Baron Evans of Weardale used to be the head of MI5 which means that, when he expresses a view on security matters, journalists and broadcasters go into sombre, stern nodding-dog mode. So Evans gets away with saying this stuff unchallenged:
“Inadequate security will breed vulnerability and fear and that in turn will tend to limit people’s ability to contribute to civil society, will tend to provoke vigilantism and will tend to diminish people’s ability to exercise the very civil liberties and human rights that we wish to sustain.”
My problem with this is that there is precisely zero evidence of 'vigilantism' in the UK. Nor is there any indication that - other than oddly in a little Pennine village - people are organising themselves in gangs to provide security or exact vengance.
Don't get me wrong here, I'm not suggesting that we don't need the security services or security for that matter. Merely that the sort of language used by Evans is designed merely to frighten, to operationalise the H L Mencken definition of politics:
The whole aim of practical politics is to keep the populace alarmed (and hence clamorous to be led to safety) by menacing it with an endless series of hobgoblins, all of them imaginary.
...the world faced a build-up of trained terrorists not seen since al-Qaeda ran training camps in Afghanistan before 9/11.
...while there's still plenty of war, hunger, sickness, and poverty in the world, things are much better than what they were only a few decades ago—not to talk about centuries ago. We are still far from utopia, but the data is stubborn: We are getting there. Fast.
So what to do? Integrate different kinds of people with each other by removing barriers and improving connectivity. By reintegrating street networks we can create valuable urban space. Arguably, allowing people to meet and interact in public urban spaces won’t threaten the security of the country and won’t corrupt morals as old players may fear it will. Rather, it might bring tolerance and promote reconciliation and reduce crime rates. Additionally, it will help in building trust between the regime and people.
My article is a call for a new strategy in which ‘anti-territorial’ programmes that are designed to break down boundaries between communities by encouraging social mix through increasing people’s freedom to construct bridges to other communities and overcome their isolation. In this respect, a new borderless Cairo might foster economic integration and urban competitiveness. I think that is the first step in security sector reform, otherwise this open plan jail will collapse and the prisoners of Cairo will be released.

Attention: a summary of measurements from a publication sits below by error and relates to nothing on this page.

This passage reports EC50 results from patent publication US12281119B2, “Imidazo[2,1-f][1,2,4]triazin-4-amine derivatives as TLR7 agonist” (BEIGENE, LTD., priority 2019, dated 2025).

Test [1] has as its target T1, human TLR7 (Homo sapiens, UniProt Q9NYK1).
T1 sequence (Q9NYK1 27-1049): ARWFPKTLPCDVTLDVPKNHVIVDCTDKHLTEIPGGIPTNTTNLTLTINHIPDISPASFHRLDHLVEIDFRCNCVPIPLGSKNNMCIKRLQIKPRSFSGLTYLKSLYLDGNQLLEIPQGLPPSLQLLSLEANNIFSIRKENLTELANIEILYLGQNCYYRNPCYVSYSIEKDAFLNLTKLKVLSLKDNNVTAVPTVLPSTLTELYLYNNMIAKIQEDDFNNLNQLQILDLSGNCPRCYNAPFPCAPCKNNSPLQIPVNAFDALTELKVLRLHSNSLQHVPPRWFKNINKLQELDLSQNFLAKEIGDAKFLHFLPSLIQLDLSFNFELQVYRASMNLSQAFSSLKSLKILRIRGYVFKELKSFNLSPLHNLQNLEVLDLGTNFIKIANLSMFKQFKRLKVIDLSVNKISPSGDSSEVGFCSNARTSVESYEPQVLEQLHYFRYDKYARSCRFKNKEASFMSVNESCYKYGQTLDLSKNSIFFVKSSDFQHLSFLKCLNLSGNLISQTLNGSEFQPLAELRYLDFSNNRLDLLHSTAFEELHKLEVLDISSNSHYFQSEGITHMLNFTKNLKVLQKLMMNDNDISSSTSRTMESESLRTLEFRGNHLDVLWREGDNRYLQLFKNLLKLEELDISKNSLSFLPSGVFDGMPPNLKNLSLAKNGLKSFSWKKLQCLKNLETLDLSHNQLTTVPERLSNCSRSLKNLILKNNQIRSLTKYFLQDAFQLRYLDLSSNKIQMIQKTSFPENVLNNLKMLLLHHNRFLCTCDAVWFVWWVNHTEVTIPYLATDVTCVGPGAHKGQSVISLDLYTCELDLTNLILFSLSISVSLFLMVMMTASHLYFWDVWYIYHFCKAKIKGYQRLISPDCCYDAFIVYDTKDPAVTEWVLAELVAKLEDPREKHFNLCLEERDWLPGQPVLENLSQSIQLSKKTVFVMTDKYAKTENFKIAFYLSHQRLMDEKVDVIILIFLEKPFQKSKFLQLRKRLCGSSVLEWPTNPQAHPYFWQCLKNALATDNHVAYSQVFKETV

The last open question that I will leave for the future to answer is: how long will the division between rulers and ruled remain?
This is the antithesis of the position that Evans and the security experts adopt. They want to manage - limit even - interaction, to ban certain activities, to control speech and to determine the sorts of fun that are permissable. Such people are brothers to both the fussbuckets and to the religious absolutists, to people who believe absolutely how people should behave in public and who use arguments about health, wealth, safety and happiness to promote their authoritarian agenda.
Forgetting of course that the thing making us healthier, wealthier, happier and safer isn't government but liberty. It's free trade, free enterprise, free assembly and above all free speech not armed policemen and snooping spies that makes for a healthier, wealthier, happier and, yes Lord Evans, safer world.